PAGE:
Linux commandline is the best and most powerful thing that fascinates a new user and provides extreme power to experienced users and geeks. For those who work on Server and Production, they are already aware of this fact. It would be interesting to know that Linux console was one of those first features of the kernel that was written by Linus Torvalds way back in the year 1991.
Terminal is a powerful tool that is very reliable as it does not have any movable part. Terminal serves as an intermediate between console and GUI environment. Terminal themselves are GUI application that run on top of a desktop environment. There are a lot of terminal application some of which are Desktop Environment specific and rest are universal. Terminator, Konsole, Gnome-Terminal, Terminology, XFCE terminal, xterm are a few terminal emulators to name.
You may get a list of most widely used Terminal Emulator follow the below link.
Last day while surfing web, I came across a terminal namely ‘guake‘ which is a terminal for gnome. Though this is not the first time I have learned about Guake. I’d known this application nearly one year ago but somehow I could not write on this and later it was out of my mind until I heard it again. So finally the article is here. We will be taking you to Guake features, installation on Debian, Ubuntu and Fedora followed by quick testing.
What is Guake?
Guake is a Drop Down Terminal for Gnome Environment. Written from scratch mostly in Python and a little in C this application is released under GPLv2+ and is available for Linux and alike systems. Guake is inspired by a console in computer game Quake which slides down from the top by pressing a specially Key (Default is F12) and then slides-up when the same key is pressed.
Important to mention that Guake is not the first of this kind. Yakuake which stands for Yet Another Kuake, a terminal emulator for KDE Desktop Environment and Tilda which is a GTK+ terminal Emulator are also inspired by the same slide up/down console of computer game Quake.
Features of Guake
- Simple Easy and Elegant
- Good Looking
- Smooth integration of terminal into GUI
- Appears when you call and disappear once you are done by pressing a predefined hot key
- Support for hotkeys, tabs, background transparency makes it a brilliant application, must for every Gnome User.
- Extremely configurable
- Plenty of color palette included, fixed and recognized
- Shortcut for transparency level
- Run a script when Guake starts via Guake Preferences.
- Able to run on more than one monitor
Guake 0.7.0 was released recently, which brings numerous fixes as well as some new features as discussed above. For complete Guake 0.7.0 changelog and source tarball packages can be found Here.
Installing Guake Terminal in Linux
If you are interested in compiling Guake from source you may download the source from the link above, build it yourself before installing.
However Guake is available to be installed on most of the distributions from repository or by adding an additional repository. Here, we will be installing Guake on Debian, Ubuntu, Linux Mint and Fedora systems.
First get the latest software package list from the repository and then install Guake from the default repository as shown below.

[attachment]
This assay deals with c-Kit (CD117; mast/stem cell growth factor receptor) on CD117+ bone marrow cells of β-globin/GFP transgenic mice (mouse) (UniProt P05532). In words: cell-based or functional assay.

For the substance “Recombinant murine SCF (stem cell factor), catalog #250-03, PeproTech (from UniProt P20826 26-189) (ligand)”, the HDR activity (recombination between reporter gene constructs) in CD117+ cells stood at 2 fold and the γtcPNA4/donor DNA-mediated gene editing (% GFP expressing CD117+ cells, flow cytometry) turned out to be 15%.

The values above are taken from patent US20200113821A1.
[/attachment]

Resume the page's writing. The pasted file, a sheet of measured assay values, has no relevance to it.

---------------- On Debian, Ubuntu and Linux Mint ---------------- $ sudo apt-get update $ apt-get install guake
---------------- On Fedora 19 Onwards ---------------- # yum update # yum install guake
After installation, start the Guake from another terminal as:
After starting it, use F12 (Default) to roll down and roll up the terminal on your Gnome Desktop.
Seems very beautiful specially the transparent background. Roll down… Roll up… Roll down… Roll up…. run command. Open another tab run command… Roll up… Roll down…
If your wallpaper or working windows color don’t match you may like to change your wallpaper or reduce the transparency of the Guake terminal color.
Next is to look into Guake Properties to edit settings as per requirements. Run Guake Preferences either by running it from Application Menu or by running the below command.
$ guake --preferences
Appearance Properties – Here you can modify text and background color as well as tune transparency.
Keyboard Shortcuts – Here you may edit and Modify Toggle key for Guage Visibility (default is F12).
Compatibility Setting – Perhaps you won’t need to edit it.
This Project is not too young and not too old, hence has reached certain level of maturity and is quiet solid and works out of the box. For someone like me who need to switch between GUI and Console very often Guake is a boon. I don’t need to manage an extra window, open and close frequently, use tab among a huge pool of opened applications to find terminal or switch to different workspace to manage terminal now all I need is F12.
I think this is a must tool for any Linux user who makes use of GUI and Console at the same time, equally. I am going to recommend it to anyone who want to work on a system where interaction between GUI and Console is smooth and hassle free.
That’s all for now. Let us know if there is any problem in installing and running. We will be here to help you. Also tell us your’s experience about Guake. Provide us with your valuable feedback in the comments below. Like and share us and help us get spread.